What is Premarital Therapy? 5 reasons why you might want to consider counselling before marriage

There has been lots in the media recently about the rise of counselling for couples due to or thinking about getting married. This counselling has been termed as “premarital therapy”, and is one of the biggest growing trends in the counselling world. This article in the Guardian provides some accounts of those who have had premarital therapy and their reasons behind it, but why might you think about having some relationship therapy before you embark on marriage?

  1. You have never lived together. Loving each other and living together are very different things sometimes! If you have never lived with the person you plan to stay with for the rest of your life, then you probably haven’t had to experience how they manage household bills, or how they deal with various chores or jobs around the house. Changing lightbulbs, taking the bins out, doing the food shop: all very mundane activities but the division of labour in these areas can be a make or break for many couples. If one person feels they are doing more around the house than the other, or feels left out of any financial management, then resentment can easily build up.
  2. You haven’t had sex yet. Many couples choose to wait until they are married before having sex, for personal, religious or cultural reasons. However premarital counselling can help you think about the meaning of sexual intimacy and your worries or hopes for your future sex life. Ironing out these issues early can save a lot of heartache in the long run.
  3. You’re having doubts. Maybe you are wondering if the grass is greener on the other side, or whether your fiancé truly is The One. Maybe you feel there are trust issues that make you feel anxious. When you say your vows, it’s important to be certain that you want to marry that person.
  4. Difficult discussions leading to arguments. In marriage, there can be many difficult discussions to be had around things such as fertility issues, childcare, money and family relationships. These complex issues can stir up a range of emotions and often lead to couples arguing. Talking these issues through with a counsellor before marriage can help you be aware of your own relationship “flashpoints” and work out strategies to manage these difficult conversations.
  5. You’re holding on to emotional pain around marriage. Perhaps it’s because your parents had a difficult marriage or break up. Maybe this is your second marriage and you’re still feeling burnt from your last relationship. Emotional pain from the past can last a long time and has the potential to wreck our future happiness if it’s left unresolved. Although opening up these wounds in therapy can feel painful, it’s often a beneficial option in the long term, to allow you space to explore and resolve your past.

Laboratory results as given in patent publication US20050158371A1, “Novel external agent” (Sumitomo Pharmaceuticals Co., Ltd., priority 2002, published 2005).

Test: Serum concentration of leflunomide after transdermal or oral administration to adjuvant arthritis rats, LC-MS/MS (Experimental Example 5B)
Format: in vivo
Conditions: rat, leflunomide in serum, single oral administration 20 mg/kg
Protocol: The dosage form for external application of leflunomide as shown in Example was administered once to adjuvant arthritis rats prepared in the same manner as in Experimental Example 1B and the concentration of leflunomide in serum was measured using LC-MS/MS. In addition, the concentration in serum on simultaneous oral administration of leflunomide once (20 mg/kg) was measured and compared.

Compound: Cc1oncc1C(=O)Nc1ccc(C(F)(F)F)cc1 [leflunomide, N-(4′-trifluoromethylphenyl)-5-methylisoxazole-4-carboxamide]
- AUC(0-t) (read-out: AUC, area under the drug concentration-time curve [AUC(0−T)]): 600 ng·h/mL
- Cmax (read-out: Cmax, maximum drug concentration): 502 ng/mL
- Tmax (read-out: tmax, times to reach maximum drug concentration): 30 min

6. You have different views about children. Many couples come to counselling at the point where one of them wants to stay trying for a baby, but the other one doesn’t. This can be a very upsetting experience for the couple, where they each feel they cannot meet each other’s needs and they wonder why they have reached this situation. Having discussions about how many children you want, when you would like to start a family, or whether you just want lots of dogs and no children at all- these are all vital conversations to have pre marriage but can be difficult to work out without therapeutic support. Premarital Counselling can provide a good, explorative space to have these emotional conversations, and work out what your options are.

2 thoughts on “What is Premarital Therapy? 5 reasons why you might want to consider counselling before marriage

  1. Good post Elinor. I think the primary reason you would have premarital counselling is to start to get to know each other on a deep level. As you begin to understand each other’s childhoods and how they interlink it is easier to have compassion for each other and move into a more conscious relationship. It’s easier to do this before resentments have built up in the relationship.

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